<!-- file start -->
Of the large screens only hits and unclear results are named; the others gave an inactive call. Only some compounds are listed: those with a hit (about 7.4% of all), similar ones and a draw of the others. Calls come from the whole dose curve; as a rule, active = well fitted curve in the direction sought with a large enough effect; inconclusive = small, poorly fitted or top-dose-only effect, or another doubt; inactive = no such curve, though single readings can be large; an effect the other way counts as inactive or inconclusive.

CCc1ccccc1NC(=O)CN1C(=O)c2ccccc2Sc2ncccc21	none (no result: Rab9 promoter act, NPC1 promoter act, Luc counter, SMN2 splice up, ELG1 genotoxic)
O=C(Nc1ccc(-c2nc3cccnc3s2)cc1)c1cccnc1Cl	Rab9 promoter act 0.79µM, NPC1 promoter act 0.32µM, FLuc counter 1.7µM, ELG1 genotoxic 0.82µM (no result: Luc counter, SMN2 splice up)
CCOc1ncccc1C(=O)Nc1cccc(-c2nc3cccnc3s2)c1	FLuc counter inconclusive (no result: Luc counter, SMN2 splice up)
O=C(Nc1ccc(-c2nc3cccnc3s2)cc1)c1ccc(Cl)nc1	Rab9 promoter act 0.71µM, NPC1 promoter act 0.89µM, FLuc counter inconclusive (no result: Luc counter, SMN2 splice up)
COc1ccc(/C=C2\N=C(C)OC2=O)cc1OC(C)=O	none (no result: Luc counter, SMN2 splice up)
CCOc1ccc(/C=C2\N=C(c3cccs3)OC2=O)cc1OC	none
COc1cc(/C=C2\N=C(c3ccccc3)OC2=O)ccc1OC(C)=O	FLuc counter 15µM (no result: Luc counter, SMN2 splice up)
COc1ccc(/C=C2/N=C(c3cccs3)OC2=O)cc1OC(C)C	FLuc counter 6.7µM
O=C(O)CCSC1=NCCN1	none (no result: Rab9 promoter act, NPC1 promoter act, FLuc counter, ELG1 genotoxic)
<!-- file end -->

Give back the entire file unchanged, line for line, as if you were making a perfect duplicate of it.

Of the large screens only hits and unclear results are named; the others gave an inactive call. Only some compounds are listed: those with a hit (about 7.4% of all), similar ones and a draw of the others. Calls come from the whole dose curve; as a rule, active = well fitted curve in the direction sought with a large enough effect; inconclusive = small, poorly fitted or top-dose-only effect, or another doubt; inactive = no such curve, though single readings can be large; an effect the other way counts as inactive or inconclusive.

CCc1ccccc1NC(=O)CN1C(=O)c2ccccc2Sc2ncccc21	none (no result: Rab9 promoter act, NPC1 promoter act, Luc counter, SMN2 splice up, ELG1 genotoxic)
O=C(Nc1ccc(-c2nc3cccnc3s2)cc1)c1cccnc1Cl	Rab9 promoter act 0.79µM, NPC1 promoter act 0.32µM, FLuc counter 1.7µM, ELG1 genotoxic 0.82µM (no result: Luc counter, SMN2 splice up)
CCOc1ncccc1C(=O)Nc1cccc(-c2nc3cccnc3s2)c1	FLuc counter inconclusive (no result: Luc counter, SMN2 splice up)
O=C(Nc1ccc(-c2nc3cccnc3s2)cc1)c1ccc(Cl)nc1	Rab9 promoter act 0.71µM, NPC1 promoter act 0.89µM, FLuc counter inconclusive (no result: Luc counter, SMN2 splice up)
COc1ccc(/C=C2\N=C(C)OC2=O)cc1OC(C)=O	none (no result: Luc counter, SMN2 splice up)
CCOc1ccc(/C=C2\N=C(c3cccs3)OC2=O)cc1OC	none
COc1cc(/C=C2\N=C(c3ccccc3)OC2=O)ccc1OC(C)=O	FLuc counter 15µM (no result: Luc counter, SMN2 splice up)
COc1ccc(/C=C2/N=C(c3cccs3)OC2=O)cc1OC(C)C	FLuc counter 6.7µM
O=C(O)CCSC1=NCCN1	none (no result: Rab9 promoter act, NPC1 promoter act, FLuc counter, ELG1 genotoxic)